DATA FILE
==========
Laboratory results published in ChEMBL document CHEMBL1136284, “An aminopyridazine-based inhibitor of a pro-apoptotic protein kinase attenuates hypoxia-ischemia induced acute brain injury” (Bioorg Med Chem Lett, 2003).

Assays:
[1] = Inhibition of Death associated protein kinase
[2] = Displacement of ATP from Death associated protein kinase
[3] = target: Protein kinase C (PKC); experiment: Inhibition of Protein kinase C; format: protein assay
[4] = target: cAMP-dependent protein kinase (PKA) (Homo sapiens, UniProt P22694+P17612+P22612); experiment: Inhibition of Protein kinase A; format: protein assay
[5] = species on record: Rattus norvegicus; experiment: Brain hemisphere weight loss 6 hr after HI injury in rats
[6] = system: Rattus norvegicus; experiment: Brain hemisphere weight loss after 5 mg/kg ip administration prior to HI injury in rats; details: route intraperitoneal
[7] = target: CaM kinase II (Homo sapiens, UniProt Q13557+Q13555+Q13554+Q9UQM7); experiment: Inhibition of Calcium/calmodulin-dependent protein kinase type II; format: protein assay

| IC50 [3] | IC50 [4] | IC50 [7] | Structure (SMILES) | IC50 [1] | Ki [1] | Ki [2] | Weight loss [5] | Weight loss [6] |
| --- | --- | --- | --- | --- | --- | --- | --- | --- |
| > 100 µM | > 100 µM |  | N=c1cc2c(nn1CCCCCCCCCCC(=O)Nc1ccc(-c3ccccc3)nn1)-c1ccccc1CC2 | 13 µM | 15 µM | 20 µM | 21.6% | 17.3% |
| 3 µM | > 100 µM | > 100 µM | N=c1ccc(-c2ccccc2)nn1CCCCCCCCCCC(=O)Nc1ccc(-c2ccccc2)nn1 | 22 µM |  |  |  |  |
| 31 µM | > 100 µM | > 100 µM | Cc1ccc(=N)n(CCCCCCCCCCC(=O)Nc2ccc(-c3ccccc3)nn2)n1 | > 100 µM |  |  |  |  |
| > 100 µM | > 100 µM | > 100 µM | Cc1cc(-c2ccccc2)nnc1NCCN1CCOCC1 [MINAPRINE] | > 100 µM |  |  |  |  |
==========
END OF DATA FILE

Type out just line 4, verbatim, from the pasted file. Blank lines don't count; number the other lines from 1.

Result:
[2] = Displacement of ATP from Death associated protein kinase